Kalanithi, P. S. et al. Altered parvalbumin-positive neuron distribution in basal ganglia of individuals with Tourette syndrome. Proc. Natl Acad. Sci. USA 102, 13307-13312

Child Study Center and Department of Neurobiology, Yale University, New Haven, CT 06520.
Proceedings of the National Academy of Sciences (Impact Factor: 9.67). 10/2005; 102(37):13307-12. DOI: 10.1073/pnas.0502624102
Source: PubMed


Tourette syndrome (TS) is a childhood neuropsychiatric disorder characterized by motor and vocal tics. Imaging studies found alterations in caudate (Cd) and putamen volumes. To investigate possible alterations in cell populations, postmortem basal ganglia tissue from individuals with TS and normal controls was analyzed by using unbiased stereological techniques. A markedly higher total neuron number was found in the globus pallidus pars interna (GPi) of TS. In contrast, a lower neuron number and density was observed in the globus pallidus pars externa and in the Cd. An increased number and proportion of the GPi neurons were positive for the calcium-binding protein parvalbumin in tissue from TS subjects, whereas lower densities of parvalbumin-positive interneurons were observed in both the Cd and putamen of TS subjects. This change is consistent with a developmental defect in tangential migration of some GABAergic neurons. The imbalance in striatal and GPi inhibitory neuron distribution suggests that the functional dynamics of cortico-striato-thalamic circuitry are fundamentally altered in severe, persistent TS.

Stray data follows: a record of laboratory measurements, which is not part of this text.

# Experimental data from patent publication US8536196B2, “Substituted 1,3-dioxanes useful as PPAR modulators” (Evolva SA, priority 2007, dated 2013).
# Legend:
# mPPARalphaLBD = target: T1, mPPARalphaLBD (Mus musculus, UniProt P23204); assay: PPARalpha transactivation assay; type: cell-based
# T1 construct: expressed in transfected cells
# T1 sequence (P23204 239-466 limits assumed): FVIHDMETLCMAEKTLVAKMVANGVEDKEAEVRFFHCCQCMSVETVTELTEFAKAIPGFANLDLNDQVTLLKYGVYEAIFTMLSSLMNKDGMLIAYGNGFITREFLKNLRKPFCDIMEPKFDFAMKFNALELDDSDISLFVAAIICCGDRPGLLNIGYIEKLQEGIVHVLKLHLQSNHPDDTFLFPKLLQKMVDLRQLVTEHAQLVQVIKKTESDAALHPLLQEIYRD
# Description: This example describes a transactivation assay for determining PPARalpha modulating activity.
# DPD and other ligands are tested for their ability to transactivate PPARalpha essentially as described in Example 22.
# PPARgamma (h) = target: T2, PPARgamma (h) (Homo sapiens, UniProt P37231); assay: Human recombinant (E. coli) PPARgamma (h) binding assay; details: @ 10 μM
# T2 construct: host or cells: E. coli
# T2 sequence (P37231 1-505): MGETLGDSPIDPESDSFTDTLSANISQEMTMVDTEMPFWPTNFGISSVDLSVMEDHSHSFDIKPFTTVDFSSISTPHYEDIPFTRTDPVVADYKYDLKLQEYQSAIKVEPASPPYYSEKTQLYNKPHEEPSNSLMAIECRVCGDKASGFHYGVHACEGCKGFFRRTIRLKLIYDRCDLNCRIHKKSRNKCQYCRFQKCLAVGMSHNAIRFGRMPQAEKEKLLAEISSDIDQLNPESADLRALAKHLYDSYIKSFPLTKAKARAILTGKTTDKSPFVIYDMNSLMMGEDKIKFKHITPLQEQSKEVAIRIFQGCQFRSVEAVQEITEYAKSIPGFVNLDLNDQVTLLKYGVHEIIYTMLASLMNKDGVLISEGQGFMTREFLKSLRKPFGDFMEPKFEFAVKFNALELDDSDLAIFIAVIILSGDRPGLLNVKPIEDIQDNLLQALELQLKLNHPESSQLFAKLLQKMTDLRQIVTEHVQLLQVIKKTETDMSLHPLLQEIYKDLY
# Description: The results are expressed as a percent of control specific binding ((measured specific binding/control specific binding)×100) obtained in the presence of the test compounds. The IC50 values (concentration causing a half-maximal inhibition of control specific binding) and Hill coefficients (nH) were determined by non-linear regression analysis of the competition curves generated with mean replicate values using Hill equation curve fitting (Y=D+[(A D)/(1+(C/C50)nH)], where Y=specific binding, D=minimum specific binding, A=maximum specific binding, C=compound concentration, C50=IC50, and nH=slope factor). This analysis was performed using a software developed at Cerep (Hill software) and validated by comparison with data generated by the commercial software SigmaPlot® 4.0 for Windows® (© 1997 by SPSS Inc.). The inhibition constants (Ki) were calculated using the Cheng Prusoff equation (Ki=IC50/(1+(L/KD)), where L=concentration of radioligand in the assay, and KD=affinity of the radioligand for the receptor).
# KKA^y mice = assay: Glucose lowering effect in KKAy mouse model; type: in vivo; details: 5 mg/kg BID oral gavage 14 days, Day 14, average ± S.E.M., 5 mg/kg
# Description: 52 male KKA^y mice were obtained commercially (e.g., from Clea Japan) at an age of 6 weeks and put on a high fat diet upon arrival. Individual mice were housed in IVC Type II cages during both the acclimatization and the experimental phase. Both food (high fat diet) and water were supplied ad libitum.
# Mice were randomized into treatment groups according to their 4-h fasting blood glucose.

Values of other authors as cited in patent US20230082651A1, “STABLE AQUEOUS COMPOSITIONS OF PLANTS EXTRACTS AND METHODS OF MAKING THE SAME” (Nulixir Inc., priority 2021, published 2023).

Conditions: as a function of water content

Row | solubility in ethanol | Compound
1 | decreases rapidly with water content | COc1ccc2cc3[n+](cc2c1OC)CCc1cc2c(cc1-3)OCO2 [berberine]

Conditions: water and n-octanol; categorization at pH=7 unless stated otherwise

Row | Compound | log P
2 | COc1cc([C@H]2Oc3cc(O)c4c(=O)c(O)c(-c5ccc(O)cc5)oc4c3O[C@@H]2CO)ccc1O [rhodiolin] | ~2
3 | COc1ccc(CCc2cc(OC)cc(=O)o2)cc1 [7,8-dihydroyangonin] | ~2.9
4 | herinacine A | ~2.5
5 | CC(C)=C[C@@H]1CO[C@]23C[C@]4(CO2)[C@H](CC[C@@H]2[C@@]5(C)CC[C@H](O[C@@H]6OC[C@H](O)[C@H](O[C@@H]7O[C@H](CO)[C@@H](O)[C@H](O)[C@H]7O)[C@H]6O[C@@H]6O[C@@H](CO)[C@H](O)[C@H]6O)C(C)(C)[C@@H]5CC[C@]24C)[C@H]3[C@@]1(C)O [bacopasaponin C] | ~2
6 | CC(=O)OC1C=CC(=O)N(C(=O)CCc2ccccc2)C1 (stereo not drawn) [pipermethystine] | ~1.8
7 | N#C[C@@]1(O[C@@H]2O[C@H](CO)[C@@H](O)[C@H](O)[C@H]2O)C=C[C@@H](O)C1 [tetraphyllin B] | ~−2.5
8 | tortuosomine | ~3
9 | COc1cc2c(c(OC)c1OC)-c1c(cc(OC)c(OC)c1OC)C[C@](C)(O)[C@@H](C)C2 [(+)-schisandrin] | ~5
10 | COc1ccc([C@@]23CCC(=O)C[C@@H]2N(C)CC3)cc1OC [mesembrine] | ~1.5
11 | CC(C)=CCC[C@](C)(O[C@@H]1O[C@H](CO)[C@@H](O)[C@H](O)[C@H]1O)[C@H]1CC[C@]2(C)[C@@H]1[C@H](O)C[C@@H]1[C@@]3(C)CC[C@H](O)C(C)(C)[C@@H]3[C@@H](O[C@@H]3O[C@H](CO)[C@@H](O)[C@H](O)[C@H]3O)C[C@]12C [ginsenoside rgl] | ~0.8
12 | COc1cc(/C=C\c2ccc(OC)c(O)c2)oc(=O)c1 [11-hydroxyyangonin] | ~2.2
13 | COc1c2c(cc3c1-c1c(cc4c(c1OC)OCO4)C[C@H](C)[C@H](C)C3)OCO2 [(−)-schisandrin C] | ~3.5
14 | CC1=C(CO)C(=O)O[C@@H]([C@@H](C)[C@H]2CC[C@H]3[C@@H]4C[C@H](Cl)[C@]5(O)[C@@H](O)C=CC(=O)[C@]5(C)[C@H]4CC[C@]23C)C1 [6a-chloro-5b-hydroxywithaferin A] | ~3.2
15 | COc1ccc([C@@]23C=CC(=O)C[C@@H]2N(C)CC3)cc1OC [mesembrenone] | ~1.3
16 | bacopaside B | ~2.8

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    • "Recent work has suggested that a deficit in cortical GABAergic inhibitory transmission may contribute to symptoms found in TS: GABA-related genes have been associated with risk for TS and with symptom severity (Fernandez et al. 2012; Tian et al. 2011); serum GABA levels are reduced in TS patients; and medication affecting the GABAergic system has been shown to reduce tics (Wang et al. 2012). Furthermore, altered GABA-A receptors and reduced density of GABAergic interneurons (Kalanithi et al. 2005; Lerner et al. 2012) have been shown in TS. GABA concentration can be measured in vivo with edited magnetic resonance spectroscopy (MRS) (Mescher et al. 1998; Puts and Edden 2012). "